Now, imagine that you are a member of Congress and you are currently running for president and find that the people hold a little resentment for you also, due to you and most of your 539 cohorts being equally culpable for sitting on your posteriors and watching it all unfold without so much as a word.
Okay, quit imagining, its real, its here, its game time and it’s called a recession. As a member of Congress, saying that your oversight of the approaching recession was due to your having been in the restroom for the past eight years or so, probably wouldn’t fly. Or saying that your grandma died and you were at the funeral the day the economy went to crap probably won’t work either. So ya gotta hatch a plan.
And we certainly have plenty of plans to go around. There is the Bush plan, Hillary plan, Barrack plan, McCain plan, Edwards plan, and all have two things in common, one, none will work, and two, “let’s bribe the idiots until after election by giving them some of their own money and neglecting to tell them that they have to pay it back.” Brilliant, absolutely brilliant.
Let’s see how many ways this plan will backfire. But before we do, shall we determine why we have a problem of this magnitude to begin with? The president and Congress seldom use the approach of identifying the real issue and elect instead to treat the symptoms until the patient dies. But not us, we want to treat the problem. And that problem is that Middle America is either unemployed or doesn’t have livable wage employment. It went to China and India.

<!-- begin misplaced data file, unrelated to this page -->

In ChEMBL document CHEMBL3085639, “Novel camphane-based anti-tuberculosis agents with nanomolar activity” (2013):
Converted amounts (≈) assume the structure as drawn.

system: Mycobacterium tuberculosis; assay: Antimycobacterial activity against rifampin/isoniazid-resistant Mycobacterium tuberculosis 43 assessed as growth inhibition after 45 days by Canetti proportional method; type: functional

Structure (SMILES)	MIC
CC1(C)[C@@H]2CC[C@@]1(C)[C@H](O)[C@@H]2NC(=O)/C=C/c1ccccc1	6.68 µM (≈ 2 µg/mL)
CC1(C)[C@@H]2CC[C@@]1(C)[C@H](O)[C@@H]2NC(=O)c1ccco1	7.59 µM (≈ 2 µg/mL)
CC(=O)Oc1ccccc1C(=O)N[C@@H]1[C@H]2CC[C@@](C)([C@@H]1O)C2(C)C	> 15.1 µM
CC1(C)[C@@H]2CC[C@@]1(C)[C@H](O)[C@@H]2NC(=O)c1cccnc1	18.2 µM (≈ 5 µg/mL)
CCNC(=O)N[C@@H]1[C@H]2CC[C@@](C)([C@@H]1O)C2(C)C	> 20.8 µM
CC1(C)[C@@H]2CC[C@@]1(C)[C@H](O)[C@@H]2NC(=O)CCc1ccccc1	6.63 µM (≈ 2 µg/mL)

So how will giving $800 to the person who is in trouble due to being unemployed or underemployed solve any long term problem? It won’t. But then, November of “08” isn’t a long time, so a short term solution will do. It is that simple is it not?
I want to quote something from a little book that never leaves my desk. “The fact that it is extremely difficult to induce a business recovery by increasing the purchasing power of the individual consumers is being impressively demonstrated in this depression.” Leonard P. Ayres, in “The Chief Cause of This and Other Depressions,” 1935.
Your see Mr. Ayres of the Cleveland Trust Company had written the booklet by request of Congress some six years into the Great Depression and observed that giving the citizens money to spend had no positive effect on real job creation, and resulted only in having to continually give the citizens more money each and every month and putting that bill on the cuff.
Nothing has changed since that writing except the new faces in Congress who have failed us miserably, who do not read history, and who will repeat the errors of past politicians even in the face of evidence suggesting the unwanted outcome.